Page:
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LTO Support Coming To Linux 3.15, Making For A Faster Kernel

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  • LTO Support Coming To Linux 3.15, Making For A Faster Kernel

    Phoronix: LTO Support Coming To Linux 3.15, Making For A Faster Kernel

    As a potentially significant performance win for the Linux kernel, when compiling the Linux kernel support for link-time optimizations (LTO) are now supported...

    http://www.phoronix.com/vr.php?view=MTY1ODA

  • #2
    ...it was found the resulting Linux kernel image was faster in various benchmarks.
    How much faster? Like 1 to 3%? Or more serious improvements that can actually be noticed by the user.

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    • #3
      Originally posted by mark45 View Post
      How much faster? Like 1 to 3%? Or more serious improvements that can actually be noticed by the user.
      if you go and disable useless thing and/or debug things from the kernel and compile your own ,i saw unigine valley go from 600 point to 800 points, by just optimizing the kernel .config . i would very much like to see a phoronix test about this, i used the pts to make a few standard vs custom kernel speed and i consistently saw a 20% speed improvement across the board.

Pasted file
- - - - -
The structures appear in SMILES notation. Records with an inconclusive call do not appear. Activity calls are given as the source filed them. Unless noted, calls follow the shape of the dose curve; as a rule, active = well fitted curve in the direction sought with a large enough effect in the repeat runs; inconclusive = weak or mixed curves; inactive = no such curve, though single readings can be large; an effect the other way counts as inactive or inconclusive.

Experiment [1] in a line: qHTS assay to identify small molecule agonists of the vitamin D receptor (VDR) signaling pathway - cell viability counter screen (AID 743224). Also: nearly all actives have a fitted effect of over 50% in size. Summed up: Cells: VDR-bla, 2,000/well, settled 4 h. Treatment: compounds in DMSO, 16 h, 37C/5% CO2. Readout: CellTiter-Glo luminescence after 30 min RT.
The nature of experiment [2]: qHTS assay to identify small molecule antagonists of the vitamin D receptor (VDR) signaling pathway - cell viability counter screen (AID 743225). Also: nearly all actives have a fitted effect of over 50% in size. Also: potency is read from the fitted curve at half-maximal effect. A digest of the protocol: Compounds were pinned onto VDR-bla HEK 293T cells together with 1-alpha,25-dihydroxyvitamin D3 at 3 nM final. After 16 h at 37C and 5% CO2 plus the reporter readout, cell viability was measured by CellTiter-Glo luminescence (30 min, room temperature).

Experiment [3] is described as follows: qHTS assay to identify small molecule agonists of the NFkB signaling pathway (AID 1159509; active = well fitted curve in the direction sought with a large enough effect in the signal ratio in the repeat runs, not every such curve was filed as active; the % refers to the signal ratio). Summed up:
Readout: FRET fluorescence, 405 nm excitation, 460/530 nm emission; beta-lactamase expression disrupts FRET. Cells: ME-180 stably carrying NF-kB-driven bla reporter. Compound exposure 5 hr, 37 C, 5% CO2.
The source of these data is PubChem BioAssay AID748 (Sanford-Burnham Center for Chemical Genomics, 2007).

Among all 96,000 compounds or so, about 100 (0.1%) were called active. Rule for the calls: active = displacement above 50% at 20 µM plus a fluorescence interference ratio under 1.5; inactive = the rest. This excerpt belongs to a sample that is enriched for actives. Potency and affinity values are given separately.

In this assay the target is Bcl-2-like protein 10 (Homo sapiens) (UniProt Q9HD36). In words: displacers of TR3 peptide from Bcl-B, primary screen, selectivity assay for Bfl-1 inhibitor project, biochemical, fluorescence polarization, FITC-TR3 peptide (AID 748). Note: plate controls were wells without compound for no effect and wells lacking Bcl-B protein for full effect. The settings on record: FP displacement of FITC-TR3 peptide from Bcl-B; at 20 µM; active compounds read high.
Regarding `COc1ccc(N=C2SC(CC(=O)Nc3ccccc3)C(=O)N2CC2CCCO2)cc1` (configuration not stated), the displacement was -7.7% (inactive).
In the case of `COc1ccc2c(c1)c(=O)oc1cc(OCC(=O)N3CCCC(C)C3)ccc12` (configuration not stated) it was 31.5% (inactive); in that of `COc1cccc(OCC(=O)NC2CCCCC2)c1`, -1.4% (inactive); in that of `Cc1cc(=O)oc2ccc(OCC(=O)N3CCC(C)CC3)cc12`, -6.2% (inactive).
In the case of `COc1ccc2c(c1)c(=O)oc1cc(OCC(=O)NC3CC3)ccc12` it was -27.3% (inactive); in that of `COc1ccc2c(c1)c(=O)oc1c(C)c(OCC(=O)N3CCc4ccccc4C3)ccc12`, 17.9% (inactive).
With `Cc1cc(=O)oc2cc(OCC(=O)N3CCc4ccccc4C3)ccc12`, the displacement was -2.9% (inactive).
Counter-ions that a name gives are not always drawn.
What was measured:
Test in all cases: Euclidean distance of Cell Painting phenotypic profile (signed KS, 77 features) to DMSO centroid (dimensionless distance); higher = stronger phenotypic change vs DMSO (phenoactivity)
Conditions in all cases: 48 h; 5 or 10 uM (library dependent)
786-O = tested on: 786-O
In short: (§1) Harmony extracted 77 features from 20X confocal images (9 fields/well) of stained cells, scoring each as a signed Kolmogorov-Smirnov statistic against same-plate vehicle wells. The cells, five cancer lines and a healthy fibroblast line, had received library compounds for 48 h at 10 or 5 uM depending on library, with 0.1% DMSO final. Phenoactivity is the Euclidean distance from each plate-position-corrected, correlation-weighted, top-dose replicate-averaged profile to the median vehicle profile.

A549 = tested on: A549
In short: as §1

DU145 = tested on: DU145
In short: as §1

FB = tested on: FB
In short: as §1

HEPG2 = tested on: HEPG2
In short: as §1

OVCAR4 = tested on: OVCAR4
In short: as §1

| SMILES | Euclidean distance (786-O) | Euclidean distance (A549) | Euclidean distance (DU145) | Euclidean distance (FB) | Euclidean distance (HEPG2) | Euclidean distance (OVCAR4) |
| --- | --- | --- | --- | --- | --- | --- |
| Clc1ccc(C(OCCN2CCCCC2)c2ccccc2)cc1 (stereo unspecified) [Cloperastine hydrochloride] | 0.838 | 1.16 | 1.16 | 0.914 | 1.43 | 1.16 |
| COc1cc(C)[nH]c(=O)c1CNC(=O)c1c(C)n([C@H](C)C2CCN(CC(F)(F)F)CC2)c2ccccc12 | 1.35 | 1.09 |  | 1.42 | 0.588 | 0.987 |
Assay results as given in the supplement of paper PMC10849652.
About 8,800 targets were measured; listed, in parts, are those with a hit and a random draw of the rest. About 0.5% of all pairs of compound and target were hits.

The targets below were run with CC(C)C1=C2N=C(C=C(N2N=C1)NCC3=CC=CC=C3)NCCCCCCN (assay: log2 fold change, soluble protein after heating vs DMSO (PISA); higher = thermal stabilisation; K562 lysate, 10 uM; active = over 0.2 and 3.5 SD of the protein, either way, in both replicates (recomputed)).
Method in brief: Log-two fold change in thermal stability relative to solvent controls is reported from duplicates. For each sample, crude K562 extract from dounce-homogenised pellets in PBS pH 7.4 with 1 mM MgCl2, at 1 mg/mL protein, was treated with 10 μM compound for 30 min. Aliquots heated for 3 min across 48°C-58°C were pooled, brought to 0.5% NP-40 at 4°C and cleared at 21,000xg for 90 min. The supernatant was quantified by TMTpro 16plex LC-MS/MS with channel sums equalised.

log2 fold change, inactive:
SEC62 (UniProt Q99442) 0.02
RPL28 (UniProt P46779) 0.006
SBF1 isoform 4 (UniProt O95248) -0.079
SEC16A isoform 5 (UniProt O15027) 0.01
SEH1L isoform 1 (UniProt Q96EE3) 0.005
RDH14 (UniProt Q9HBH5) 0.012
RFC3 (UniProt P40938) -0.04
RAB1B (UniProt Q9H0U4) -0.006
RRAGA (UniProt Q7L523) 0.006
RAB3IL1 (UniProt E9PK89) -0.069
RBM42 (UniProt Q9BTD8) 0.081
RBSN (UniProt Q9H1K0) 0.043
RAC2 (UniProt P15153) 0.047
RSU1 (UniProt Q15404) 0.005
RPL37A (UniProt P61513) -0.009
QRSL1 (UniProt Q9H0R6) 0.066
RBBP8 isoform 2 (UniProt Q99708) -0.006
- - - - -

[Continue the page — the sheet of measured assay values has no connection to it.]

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      • #4
        Originally posted by mark45 View Post
        How much faster? Like 1 to 3%? Or more serious improvements that can actually be noticed by the user.
        Disregarding the average user, even a 1-3% increase in performance can spell wonders for places like super-computing and Android Phones. I bet it's more than that too, like sireangelus said: 600-800 is a 33% improvement, and it's an ~20% increase across the board.

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        • #5